Jochebed, A Mother’s Day Sermon

May 8, 2016     |     text: Exodus 1:15 – 2:10

A lot of wild things happen in the Book of Exodus as God displays his power and makes his wrath known. The dramatic elements of the story have attracted filmmakers but led many to believe in a false god of the Old Testament. Many people, Christians among them, see a power-hungry god giving laws on stone tables and raining fire down from heaven amid thunder and earthquakes but fail to see the God of mercy and grace. As the Exodus story begins in chapters 1 and 2, we find a God at work in the lives of his people. He hears their cries, knows their needs and sends them a savior. Moses is in many ways an Old Testament type of Christ. Mary, the mother of Jesus, is one of the most well-known names in all of history. But what do you know of Jochebed?

Jochebed feared God. The Hebrew midwives feared God more than Pharaoh. Pharaoh commanded armies and led perhaps the earliest empire in history. But the Hebrews descended from Abraham, Isaac and Jacob. This was before the Law, before the Temple, before there ever was a nation of Israel. But the twelve tribes of Israel had a sense of national identity and a promise that they were called out by God.The Egyptians had become fearful of their Israelite slaves. Why? Because God had blessed them. Killing off the male children was Pharaoh’s plan for population control. It was nothing less than murder and genocide. The Hebrew midwives, Jochebed among them, feared and respected the true and the living God more than the Pharaoh (whom the Egyptians regarded as a god, one of many). They also had a love for their children, and the children of their people, and they respected the sanctity of human life.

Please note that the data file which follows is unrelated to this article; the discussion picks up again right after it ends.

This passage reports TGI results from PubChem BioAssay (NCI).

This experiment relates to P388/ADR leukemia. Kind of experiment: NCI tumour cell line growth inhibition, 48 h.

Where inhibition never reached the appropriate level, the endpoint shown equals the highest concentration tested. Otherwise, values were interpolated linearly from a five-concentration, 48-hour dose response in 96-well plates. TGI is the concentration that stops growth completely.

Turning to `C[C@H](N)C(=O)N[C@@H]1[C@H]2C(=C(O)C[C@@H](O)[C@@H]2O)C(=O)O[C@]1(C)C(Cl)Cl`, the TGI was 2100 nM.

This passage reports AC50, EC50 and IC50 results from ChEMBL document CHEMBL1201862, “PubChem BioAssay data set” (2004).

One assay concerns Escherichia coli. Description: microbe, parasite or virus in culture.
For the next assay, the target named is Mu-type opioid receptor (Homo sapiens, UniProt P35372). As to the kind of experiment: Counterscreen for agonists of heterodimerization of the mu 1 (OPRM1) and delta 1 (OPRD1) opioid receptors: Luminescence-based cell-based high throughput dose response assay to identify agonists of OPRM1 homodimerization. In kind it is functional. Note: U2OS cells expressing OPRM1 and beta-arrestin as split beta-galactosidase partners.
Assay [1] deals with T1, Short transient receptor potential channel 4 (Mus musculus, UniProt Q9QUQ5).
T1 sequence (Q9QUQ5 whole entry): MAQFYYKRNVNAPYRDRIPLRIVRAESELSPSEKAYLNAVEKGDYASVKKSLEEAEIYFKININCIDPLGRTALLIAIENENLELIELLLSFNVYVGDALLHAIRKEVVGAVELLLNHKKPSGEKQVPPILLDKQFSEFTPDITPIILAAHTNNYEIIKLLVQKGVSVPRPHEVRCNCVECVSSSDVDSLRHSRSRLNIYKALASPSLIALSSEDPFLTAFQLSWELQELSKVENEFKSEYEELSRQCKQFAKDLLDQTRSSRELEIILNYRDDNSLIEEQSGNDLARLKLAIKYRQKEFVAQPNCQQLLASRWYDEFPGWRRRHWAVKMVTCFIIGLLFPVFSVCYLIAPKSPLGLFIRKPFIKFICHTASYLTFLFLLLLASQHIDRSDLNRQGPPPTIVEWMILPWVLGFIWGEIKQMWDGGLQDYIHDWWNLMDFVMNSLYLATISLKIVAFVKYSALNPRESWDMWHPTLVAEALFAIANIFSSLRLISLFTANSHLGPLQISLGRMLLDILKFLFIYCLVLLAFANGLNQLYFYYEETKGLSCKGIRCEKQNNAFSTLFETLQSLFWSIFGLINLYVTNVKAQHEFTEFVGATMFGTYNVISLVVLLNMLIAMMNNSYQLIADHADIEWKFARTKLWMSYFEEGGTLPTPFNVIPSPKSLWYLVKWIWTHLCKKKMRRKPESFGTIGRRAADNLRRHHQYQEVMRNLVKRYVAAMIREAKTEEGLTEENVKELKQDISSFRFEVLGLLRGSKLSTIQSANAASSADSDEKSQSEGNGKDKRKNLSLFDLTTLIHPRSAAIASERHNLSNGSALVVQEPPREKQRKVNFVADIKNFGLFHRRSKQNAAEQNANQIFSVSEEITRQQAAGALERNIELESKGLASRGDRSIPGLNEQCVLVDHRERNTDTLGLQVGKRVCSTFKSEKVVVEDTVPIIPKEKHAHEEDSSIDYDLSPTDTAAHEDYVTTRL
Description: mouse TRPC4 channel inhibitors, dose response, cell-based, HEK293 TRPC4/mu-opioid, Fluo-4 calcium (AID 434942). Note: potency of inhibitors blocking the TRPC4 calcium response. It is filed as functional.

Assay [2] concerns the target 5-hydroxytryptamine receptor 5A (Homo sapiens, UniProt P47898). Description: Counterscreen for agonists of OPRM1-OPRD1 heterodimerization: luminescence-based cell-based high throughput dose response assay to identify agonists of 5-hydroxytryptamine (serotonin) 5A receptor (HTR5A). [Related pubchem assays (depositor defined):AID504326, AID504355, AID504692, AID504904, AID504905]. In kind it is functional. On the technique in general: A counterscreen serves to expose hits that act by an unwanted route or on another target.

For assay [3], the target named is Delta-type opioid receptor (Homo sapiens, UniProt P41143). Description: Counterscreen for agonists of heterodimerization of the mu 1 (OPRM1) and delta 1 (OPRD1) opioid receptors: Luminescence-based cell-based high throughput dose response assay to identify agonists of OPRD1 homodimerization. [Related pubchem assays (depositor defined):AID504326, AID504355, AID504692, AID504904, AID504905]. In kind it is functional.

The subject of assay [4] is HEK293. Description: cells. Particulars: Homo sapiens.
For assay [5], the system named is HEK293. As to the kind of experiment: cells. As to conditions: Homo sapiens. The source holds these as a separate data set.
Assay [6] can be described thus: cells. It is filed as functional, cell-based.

Jochebed loved Moses. Amram and Jochebed (they are named in chp. 6) had a son of their own during this time. What mother doesn’t think her child is beautiful? Even though I’m fairly certain every baby looks just like every other baby, I have even tact not to say that to a new mother. Clarice Taylor played Dr. Huxtable’s mother on the Cosby Show. Her character once advised “Don’t ever call any baby ugly, or your baby will look just like that.” After three months Jochebed saw that she could no longer hide her baby boy and devised a plan. There’s no way of knowing exactly what she was thinking would happen. In a roundabout way she was following Pharaoh’s command that every male child should be cast into the Nile River. Some scholars believe she was fully relying on God and placing her child in his care.

Jochebed put her children ahead of herself. She violated Pharaoh’s command to save her son’s life. We don’t know what the penalty may have been for breaking the law but we know Pharaoh was a harsh ruler with no particular sympathy for the Hebrews. This is the guy that killed babies. Whatever her plans were regarding the basket she and Amram had hid the child for three months. Jochebed loved her children and would do anything to protect their safety and well-being, including putting herself in danger. God of course had a plan for Moses’ life. The Hebrews were dealt with cruelly in Egypt and many of the male children died. Read a few more chapters and you can see what happened to Egypt. God did not rush to quick judgement. Moses and Aaron pleaded with Pharaoh and he was given not only a second chance, or a third, but all the way up to ten. The Exodus story, like the flood story in Genesis, is about more than God’s judgment; it’s the story of salvation. Seek after God and his righteousness and you will be saved.

Throughout the narrative of scripture, God uses people to do his work and bring about his will. If you are looking for examples of the faithful, or putting together a list of godly women, don’t forget about Jochebed. She loved her family, loved and feared God, and may have been nothing short of genius.

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About Clark Bunch

Clark Bunch is the pastor of Unity Baptist Church and author of God is Near. He and his wife Teresa have one child. In his spare time he enjoys blogging, playing guitar and riding his motorcycle. And coffee, he'd be nowhere without coffee.
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